Conarium offers players the chance to climb the mountains of madness.
“I could not help feeling that they were evil things — mountains of madness whose farther slopes looked out over some accursed ultimate abyss,” wrote H. P. Lovecraft in his seminal novella At the Mountains of Madness. It comes as a surprise to me that there is so little of his influence in modern horror. Wretched creatures populate Lovecraft’s work, the perfect subjects to evoke raw terror. This is the atmosphere that Conarium attempts to mimic.
Conarium is a horror adventure game inspired directly by At the Mountains of Madness. The story takes place after the events of the original novella, placing amnesiac Frank Gilman in the player’s hands. His only memory is that he stands in Upuaut, an Antarctic base not far from the south pole.
Frank experiences frequent visions of the past. The line between dream and reality is unreasonably thin. It can be especially difficult to figure out what to run away from and what to run towards. Frank (and by extension, the player) is not motivated by survival or the drive to protect another. Conarium offers little but the pursuit of an elusive truth. This is the femme fatale of Lovecraft’s greatest works, and it plays well to Conarium’s strengths.
If you gaze too long into the abyss…
Conarium’s nooks and crannies ooze (both figuratively and literally) with an alien grotesqueness. It is the odd mixture of modern and ancient, human and alien, familiar and unfamiliar that makes its atmosphere so deeply unsettling. Unlike games such as Outlast 2 or Little Nightmares, there’s nothing particularly frightening about Conarium… at least, not at face value.
The thick fog that envelopes nearly all of Conarium serves as an excellent metaphor for its dark nature. Mystery shrouds every step forward, forcing the player to go face to face with the unknown. Vivid purples and garish greens illuminate the foreign nature of Frank’s surroundings. It is a stark reminder that colors other than black, red, and fifty shades of brown can exist in modern horror games.
About as difficult as a 50-piece jigsaw puzzle.
Those looking for complex puzzles like those found within games like The Talos Principle will be sorely disappointed. From the preview alone, there was a collection of three basic puzzles. Most of the time I simply looked for rubble-covered holes in the wall and struck them with my axe. After a dozen or so smacks they finally became passable. At other times I used a glowing hand lantern to pass through barriers of creeping vines. If I used up too much of the lantern’s alien energy, I was forced to look for nearby lamps to recharge.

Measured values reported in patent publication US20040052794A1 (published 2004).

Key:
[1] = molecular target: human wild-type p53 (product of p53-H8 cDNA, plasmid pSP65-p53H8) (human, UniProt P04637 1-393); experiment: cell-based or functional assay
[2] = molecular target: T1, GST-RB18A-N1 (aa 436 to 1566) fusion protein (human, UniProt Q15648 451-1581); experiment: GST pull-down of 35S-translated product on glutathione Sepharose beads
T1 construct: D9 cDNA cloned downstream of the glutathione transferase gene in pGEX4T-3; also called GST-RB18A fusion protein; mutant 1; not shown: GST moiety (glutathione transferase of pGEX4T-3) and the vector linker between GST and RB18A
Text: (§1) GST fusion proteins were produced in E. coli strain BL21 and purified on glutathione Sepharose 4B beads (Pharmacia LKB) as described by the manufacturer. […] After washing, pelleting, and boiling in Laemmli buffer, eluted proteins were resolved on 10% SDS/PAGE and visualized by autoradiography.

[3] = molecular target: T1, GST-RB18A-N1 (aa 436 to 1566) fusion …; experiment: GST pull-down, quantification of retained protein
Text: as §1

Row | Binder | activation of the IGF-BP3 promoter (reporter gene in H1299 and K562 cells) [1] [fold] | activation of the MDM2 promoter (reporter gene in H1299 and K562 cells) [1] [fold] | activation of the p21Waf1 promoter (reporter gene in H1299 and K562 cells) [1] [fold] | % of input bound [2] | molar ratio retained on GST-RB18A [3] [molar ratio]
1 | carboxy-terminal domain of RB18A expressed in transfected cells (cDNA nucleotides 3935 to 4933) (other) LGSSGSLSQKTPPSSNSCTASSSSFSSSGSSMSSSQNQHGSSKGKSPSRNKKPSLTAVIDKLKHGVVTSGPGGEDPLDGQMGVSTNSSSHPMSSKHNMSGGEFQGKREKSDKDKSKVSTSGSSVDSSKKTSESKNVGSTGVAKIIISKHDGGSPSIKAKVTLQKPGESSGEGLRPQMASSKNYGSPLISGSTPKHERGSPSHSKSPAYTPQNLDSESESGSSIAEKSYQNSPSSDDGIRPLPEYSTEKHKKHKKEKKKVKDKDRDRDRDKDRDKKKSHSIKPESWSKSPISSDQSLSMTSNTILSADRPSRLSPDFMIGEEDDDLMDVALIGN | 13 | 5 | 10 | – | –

Imagine my surprise when I discovered that the final puzzle was a game of connect-the-dots. Only I didn’t have the numbers. A hint flashed across the screen suggesting I search for a symbol to match. So, I trekked all the way back to find something I must have missed along the way. Before I found this mysterious clue I was done in by a reanimated reptile’s corpse who presumably turned Frank into lizard food.
A new coat of Lovecraftian paint.
Great wealth of source material lies at Conarium’s very core. H. P. Lovecraft’s works have gone largely unexplored in the horror genre, with the notable exception of FromSoftware’s action role-playing game Bloodborne. Designs like Ebrietas and the Orphan of Kos tap into a fear of otherworldly beings with unknown intent. Their intrusion into Bloodborne’s Gothic setting is as unsettling as it is mysterious. If Conarium is to set itself apart from every other run-of-the-mill survival horror game, there’s a lot it should learn from Bloodborne.
Conarium will release on Steam in Q2 2017. Their official website states that it will be released for PlayStation 4 and Xbox One later this year.